Policies that strip away rights related to social, political, and economic inclusion—such as the right to vote—from individuals based on their criminal record deny those individuals of their humanity. This disenfranchisement and dismissal of justice-involved individuals creates a hierarchy in which individuals who have a criminal record lack the same rights extended to those who do not. Considering the legacy of policing and sentencing disparities in the United States, this hierarchy inherently runs along racial lines. It perpetuates a racist praxis that affords full citizenship and participatory privileges to white individuals over people of color, and particularly Black and Indigenous populations. Several ballot initiatives that voters approved on November 3 correct policies that have created this tiered system of rights.

Nebraska’s Amendment 1 and Utah’s Amendment C remove slavery and involuntary servitude as punishments for criminal offenses from their state constitutions. These voter-approved amendments are significant in light of the 13th Amendment’s exception clause, which permits slavery as a valid form of punishment for those convicted of a crime. Nebraska and Utah join Colorado in overturning this exception at the state level.

In California, voters passed Proposition 17, restoring the right to vote for people who have felony convictions and are on parole. The passage of this ballot initiative is a critical step toward ending felony disenfranchisement on a national scale, as California joined several other states and the District of Columbia in removing barriers to voting for justice-involved populations.

Nevada’s voters approved Question 3, which reforms the process for granting pardons and commuting sentences. Specifically, Question 3 modifies the process so that the governor no longer needs to be a proponent arguing in favor of a pardon; there only needs to be a simple majority of the Nevada State Board of Pardons Commissioners arguing in favor of a pardon. Advocates of this measure believe that this change, in addition to the new requirement that the board meet quarterly, makes the clemency process more democratic and can serve as a tool for reducing the overcrowded state prison population.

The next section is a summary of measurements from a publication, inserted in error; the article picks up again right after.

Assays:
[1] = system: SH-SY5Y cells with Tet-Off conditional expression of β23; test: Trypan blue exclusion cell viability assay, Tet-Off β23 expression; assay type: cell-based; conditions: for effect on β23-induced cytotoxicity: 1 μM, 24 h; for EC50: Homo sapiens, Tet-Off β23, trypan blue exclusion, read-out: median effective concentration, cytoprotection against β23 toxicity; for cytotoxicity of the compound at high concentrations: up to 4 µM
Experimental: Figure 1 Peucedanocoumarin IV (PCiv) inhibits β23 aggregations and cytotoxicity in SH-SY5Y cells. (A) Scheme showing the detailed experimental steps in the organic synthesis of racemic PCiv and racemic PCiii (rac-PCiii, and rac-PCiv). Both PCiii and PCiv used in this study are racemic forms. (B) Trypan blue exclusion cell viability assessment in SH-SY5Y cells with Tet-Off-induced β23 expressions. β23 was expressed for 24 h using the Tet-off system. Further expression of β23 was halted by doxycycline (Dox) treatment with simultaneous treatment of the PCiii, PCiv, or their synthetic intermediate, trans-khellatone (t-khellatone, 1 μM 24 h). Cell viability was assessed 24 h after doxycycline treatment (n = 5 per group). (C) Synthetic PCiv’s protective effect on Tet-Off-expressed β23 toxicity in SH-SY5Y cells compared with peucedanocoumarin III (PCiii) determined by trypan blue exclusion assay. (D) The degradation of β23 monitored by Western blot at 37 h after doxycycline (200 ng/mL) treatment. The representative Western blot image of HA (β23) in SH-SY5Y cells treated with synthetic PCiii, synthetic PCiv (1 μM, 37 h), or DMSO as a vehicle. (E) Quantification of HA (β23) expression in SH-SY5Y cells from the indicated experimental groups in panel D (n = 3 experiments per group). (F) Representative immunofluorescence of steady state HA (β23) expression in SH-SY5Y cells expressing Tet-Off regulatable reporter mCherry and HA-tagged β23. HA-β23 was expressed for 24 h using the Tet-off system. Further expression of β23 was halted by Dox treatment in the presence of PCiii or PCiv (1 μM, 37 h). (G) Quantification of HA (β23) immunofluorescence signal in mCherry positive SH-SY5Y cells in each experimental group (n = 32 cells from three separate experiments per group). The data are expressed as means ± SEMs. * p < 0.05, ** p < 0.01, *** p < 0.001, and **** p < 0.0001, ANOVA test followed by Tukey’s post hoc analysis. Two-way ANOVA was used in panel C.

Conclusion

Progressive criminal justice policies won big on November 3—even in traditionally conservative states and localities. These ballot initiatives highlight the growing appeal of progressive reforms, such as legalizing marijuana and establishing independent police oversight boards, among voters across the political spectrum.

These policies, however, are superficial victories unless they are coupled with an ongoing commitment to undoing the deep-seated, structural barriers that continue to subjugate marginalized communities to fewer political rights, harsher criminal penalties, and restricted opportunities to engage unconditionally in the social, political, and economic domains. Following New Jersey’s legalization of recreational marijuana, for example, the American Civil Liberties Union of New Jersey issued a statement emphasizing that marijuana legalization must center racial and social justice. Future advances in criminal justice reform must acknowledge how the system has disproportionately harmed communities of color, and especially Black communities; it is this acknowledgement that endows future policies and reforms with the tools for admitting the United States’ wrongdoings as a step toward codifying equity and equality within our social, political, and economic structures.

Sarah Figgatt is a research assistant for Criminal Justice Reform at the Center for American Progress.